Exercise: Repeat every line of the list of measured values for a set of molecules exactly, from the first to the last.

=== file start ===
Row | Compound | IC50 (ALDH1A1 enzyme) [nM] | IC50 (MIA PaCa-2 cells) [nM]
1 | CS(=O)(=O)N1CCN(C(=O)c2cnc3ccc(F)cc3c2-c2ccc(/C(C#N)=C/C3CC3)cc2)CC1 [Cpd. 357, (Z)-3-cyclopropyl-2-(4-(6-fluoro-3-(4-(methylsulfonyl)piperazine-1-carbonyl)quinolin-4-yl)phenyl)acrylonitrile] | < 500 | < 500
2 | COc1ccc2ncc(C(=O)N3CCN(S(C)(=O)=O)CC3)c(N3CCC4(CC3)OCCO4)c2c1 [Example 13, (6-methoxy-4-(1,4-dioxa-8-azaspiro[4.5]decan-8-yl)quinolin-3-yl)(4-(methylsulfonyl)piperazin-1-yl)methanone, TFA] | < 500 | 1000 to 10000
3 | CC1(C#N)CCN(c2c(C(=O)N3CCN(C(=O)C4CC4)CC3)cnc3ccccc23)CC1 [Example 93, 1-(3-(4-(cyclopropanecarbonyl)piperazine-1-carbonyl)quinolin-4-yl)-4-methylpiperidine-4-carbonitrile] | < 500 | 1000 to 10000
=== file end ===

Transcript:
Row | Compound | IC50 (ALDH1A1 enzyme) [nM] | IC50 (MIA PaCa-2 cells) [nM]
1 | CS(=O)(=O)N1CCN(C(=O)c2cnc3ccc(F)cc3c2-c2ccc(/C(C#N)=C/C3CC3)cc2)CC1 [Cpd. 357, (Z)-3-cyclopropyl-2-(4-(6-fluoro-3-(4-(methylsulfonyl)piperazine-1-carbonyl)quinolin-4-yl)phenyl)acrylonitrile] | < 500 | < 500
2 | COc1ccc2ncc(C(=O)N3CCN(S(C)(=O)=O)CC3)c(N3CCC4(CC3)OCCO4)c2c1 [Example 13, (6-methoxy-4-(1,4-dioxa-8-azaspiro[4.5]decan-8-yl)quinolin-3-yl)(4-(methylsulfonyl)piperazin-1-yl)methanone, TFA] | < 500 | 1000 to 10000
3 | CC1(C#N)CCN(c2c(C(=O)N3CCN(C(=O)C4CC4)CC3)cnc3ccccc23)CC1 [Example 93, 1-(3-(4-(cyclopropanecarbonyl)piperazine-1-carbonyl)quinolin-4-yl)-4-methylpiperidine-4-carbonitrile] | < 500 | 1000 to 10000